Word-association task were used to assess aggressive cognition (shortened and modified). So participants had to determine whether 45 pairs of words was similar or dissimilar on a 9-point scale. Some of the words were unambiguously aggressive others were ambiguous. Word pairs were categorized into two sections: similar (aggressive-aggressive, ambiguous-ambiguous) and dissimilar (aggressive-ambiguous). So a participant’s average score for dissimilar word pairs was subtracted from their average score for similar word pairs to give a score for aggressive cognition, the smaller score indicating greater aggressive cognition. IMO, I’m having trouble understanding how they scored this measure, but I’m guessing that priming allows individuals to tell apart aggressive words from ambiguous words, so a smaller score would be an indication of that.

35 questions from the state hostility scale were used to assess aggressive affect. Participants rated these questions on a 7-point scale. These questions asked about their current emotional state.

“Other”: demographic questions and others, such as sex, age, hours on video game per week, self-report on general knowledge on video games, attitudes towards video games, video game preferences on violence, enjoyability or frustration of the game they played in session, prior experiences with the game genre, previous experience with the game itself. The video game variables, except preferences and enjoyability/frustration, are combined into a single variable as prior game experience.


All participants took part of the experiment individually. Each participants are randomly assigned to 1 of 4 experiment conditions (non-violent and old, violent and old, non-violent and new, violent and new) They completed a pre-experiment questionnaire, then attached electrodes to measure physiological arousal. A 30-second baseline measure was taken for comparison. The testing session with the game in question lasted 10 minutes. Finally, they are given a post-experiment questionnaire.


Omnibus 2 X 2 MANCOVAs was used to assess violence type and advancement type effect on aggression (cognition and state hostility), arousal (physiological and self-report), presence and involvment. Prior game experience, preference type and enjoyability or frustration were used as control or covariates.

Two two-way ANOVAs were used to assess the differences between video game’s violent content and age. It was significant, so old game is seen as old and violent game is seen as violent, etc. No interactions were found. Measures in the “other” category have found that participants were found to slightly prefer non-violent games. This is controlled in the analyses.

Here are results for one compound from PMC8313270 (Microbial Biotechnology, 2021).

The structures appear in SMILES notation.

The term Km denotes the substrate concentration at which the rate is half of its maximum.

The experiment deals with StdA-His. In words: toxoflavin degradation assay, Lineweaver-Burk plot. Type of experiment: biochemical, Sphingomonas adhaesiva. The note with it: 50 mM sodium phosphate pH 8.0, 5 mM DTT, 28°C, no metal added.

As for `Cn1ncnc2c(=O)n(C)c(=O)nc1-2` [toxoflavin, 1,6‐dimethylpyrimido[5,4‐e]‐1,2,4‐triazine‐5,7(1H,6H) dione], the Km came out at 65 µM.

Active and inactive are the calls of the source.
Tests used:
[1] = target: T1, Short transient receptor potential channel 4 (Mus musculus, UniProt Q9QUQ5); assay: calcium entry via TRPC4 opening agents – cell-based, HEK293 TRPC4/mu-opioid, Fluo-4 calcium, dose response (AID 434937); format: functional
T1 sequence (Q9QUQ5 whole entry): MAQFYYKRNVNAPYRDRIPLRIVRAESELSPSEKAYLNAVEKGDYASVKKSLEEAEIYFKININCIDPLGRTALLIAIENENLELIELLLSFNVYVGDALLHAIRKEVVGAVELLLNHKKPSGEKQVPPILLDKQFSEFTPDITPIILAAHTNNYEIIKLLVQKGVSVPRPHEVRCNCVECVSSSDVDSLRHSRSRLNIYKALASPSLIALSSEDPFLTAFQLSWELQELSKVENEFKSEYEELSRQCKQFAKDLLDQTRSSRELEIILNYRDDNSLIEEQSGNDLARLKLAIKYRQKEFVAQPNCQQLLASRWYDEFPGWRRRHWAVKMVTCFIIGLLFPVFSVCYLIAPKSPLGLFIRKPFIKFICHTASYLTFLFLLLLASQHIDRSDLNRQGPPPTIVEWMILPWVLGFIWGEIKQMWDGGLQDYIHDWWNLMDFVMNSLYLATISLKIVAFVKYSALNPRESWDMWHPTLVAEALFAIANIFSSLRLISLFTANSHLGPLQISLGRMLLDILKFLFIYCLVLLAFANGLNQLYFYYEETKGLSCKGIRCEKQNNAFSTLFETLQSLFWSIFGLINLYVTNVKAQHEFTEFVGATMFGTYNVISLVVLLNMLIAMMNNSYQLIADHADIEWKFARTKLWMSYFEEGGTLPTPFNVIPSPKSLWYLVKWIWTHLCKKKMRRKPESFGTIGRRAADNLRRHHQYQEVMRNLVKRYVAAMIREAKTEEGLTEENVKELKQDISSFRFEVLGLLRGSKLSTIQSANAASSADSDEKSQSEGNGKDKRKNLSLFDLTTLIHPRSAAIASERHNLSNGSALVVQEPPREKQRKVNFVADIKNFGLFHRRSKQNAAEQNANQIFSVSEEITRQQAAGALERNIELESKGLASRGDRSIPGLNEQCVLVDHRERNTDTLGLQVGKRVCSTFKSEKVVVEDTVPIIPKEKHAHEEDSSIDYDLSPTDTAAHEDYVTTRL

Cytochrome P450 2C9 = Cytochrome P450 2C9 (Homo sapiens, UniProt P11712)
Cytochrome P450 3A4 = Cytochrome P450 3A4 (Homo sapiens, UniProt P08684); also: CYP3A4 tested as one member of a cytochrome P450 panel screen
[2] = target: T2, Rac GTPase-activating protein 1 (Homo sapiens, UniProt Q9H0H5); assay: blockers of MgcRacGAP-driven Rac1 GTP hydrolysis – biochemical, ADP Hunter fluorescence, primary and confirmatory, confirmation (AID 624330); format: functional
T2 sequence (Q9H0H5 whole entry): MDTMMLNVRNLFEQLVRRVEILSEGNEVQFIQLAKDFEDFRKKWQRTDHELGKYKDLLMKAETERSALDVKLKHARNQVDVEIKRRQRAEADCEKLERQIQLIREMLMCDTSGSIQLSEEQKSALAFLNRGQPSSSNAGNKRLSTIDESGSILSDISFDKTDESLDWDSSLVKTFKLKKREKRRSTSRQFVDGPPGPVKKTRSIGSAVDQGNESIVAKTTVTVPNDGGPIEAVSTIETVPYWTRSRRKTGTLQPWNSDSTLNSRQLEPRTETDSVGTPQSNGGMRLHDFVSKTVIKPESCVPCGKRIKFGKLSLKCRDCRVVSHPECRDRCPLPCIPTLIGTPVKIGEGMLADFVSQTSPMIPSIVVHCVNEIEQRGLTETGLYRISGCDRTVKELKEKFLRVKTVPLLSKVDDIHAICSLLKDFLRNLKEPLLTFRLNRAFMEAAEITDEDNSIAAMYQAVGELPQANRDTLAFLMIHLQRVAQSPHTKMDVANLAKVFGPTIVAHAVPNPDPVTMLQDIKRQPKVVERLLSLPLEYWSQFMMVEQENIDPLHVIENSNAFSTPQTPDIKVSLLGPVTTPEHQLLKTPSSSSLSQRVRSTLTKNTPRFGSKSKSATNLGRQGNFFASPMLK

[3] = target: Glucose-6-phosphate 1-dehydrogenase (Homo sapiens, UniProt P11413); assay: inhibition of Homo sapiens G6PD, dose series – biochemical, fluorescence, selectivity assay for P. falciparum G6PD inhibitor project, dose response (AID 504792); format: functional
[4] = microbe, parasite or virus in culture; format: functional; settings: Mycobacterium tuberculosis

From the MANCOVA results, significant effects were found for advancement type and frustration. No significant results were found for violence type or any of the covariates. From there, two-way ANCOVAs for each dependent variable were performed (Prior game experience, preference type and enjoyability or frustration were used as control or covariates):

Presence: it was found that newer games elicited higher presence scores than older games, but violence type had no effect on presence.

Involvement: it was found that newer games elicited higher involvement scores than older games, but no significant effect was found for violence type. Frustration was found to be significant as well.

Physiological arousal: it was found that newer games elicited higher physiological arousal than older games. But violence type on physiological arousal has no significant effect. No interaction between violence and advancement were found. Frustration was a significant effect.

Self-report arousal: it was found that newer games elicited higher arousal scores than older games. Violence type has no significant effect. No interaction was found. Frustration was a significant effect.

Aggressive cognition: no main or interaction significant effects were found for inducing higher aggressive cognition scores. The only closest thing for a significant effect was that the non-violent games induced higher aggressive cognition scores.

State hostility: Marginal significance (p = 0.053, so close yet so far!) was found that participants in the violent game condition had higher scores on state hostility than participants in the non-violent game condition. Advancement type was found not significant on state hostility. No interaction effects were found. Frustration was found significant. Ivory and Kalyanaraman cautioned about this result because of the initial MANOVA result that showed no significant effect for violence type. Essentially, violence type had no effect on aggression or on any of the dependent variable.


Because of my poor understanding on how they scored aggression and arousal, I don’t know if this is a good study or a badly done study.